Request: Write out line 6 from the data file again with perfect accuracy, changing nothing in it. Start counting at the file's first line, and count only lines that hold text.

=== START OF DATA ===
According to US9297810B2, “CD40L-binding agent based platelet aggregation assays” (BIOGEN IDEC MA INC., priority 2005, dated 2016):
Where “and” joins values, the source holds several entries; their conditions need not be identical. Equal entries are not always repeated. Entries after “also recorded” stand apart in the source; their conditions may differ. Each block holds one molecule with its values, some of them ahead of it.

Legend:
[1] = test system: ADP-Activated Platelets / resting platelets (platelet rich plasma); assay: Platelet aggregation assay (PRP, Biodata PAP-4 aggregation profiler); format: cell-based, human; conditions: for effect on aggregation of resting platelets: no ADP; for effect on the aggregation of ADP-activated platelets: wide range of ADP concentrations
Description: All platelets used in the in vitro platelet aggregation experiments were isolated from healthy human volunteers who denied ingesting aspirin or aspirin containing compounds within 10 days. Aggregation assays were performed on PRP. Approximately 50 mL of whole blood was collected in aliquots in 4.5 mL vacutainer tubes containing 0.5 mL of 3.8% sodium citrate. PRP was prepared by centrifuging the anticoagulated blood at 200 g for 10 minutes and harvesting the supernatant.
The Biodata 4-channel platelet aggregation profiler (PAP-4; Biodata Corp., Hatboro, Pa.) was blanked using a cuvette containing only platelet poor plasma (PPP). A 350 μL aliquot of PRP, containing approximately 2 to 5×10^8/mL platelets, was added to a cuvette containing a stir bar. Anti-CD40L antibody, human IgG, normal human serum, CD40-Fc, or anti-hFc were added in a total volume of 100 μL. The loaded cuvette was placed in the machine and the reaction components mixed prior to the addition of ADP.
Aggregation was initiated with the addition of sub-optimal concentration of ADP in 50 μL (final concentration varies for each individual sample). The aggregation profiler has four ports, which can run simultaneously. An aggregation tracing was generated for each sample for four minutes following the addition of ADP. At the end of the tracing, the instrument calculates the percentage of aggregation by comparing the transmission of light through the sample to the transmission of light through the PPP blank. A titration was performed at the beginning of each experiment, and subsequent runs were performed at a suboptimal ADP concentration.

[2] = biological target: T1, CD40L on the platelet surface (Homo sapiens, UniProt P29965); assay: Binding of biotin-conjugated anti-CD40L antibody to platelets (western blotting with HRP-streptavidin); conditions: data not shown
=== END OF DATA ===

The Biodata 4-channel platelet aggregation profiler (PAP-4; Biodata Corp., Hatboro, Pa.) was blanked using a cuvette containing only platelet poor plasma (PPP). A 350 μL aliquot of PRP, containing approximately 2 to 5×10^8/mL platelets, was added to a cuvette containing a stir bar. Anti-CD40L antibody, human IgG, normal human serum, CD40-Fc, or anti-hFc were added in a total volume of 100 μL. The loaded cuvette was placed in the machine and the reaction components mixed prior to the addition of ADP.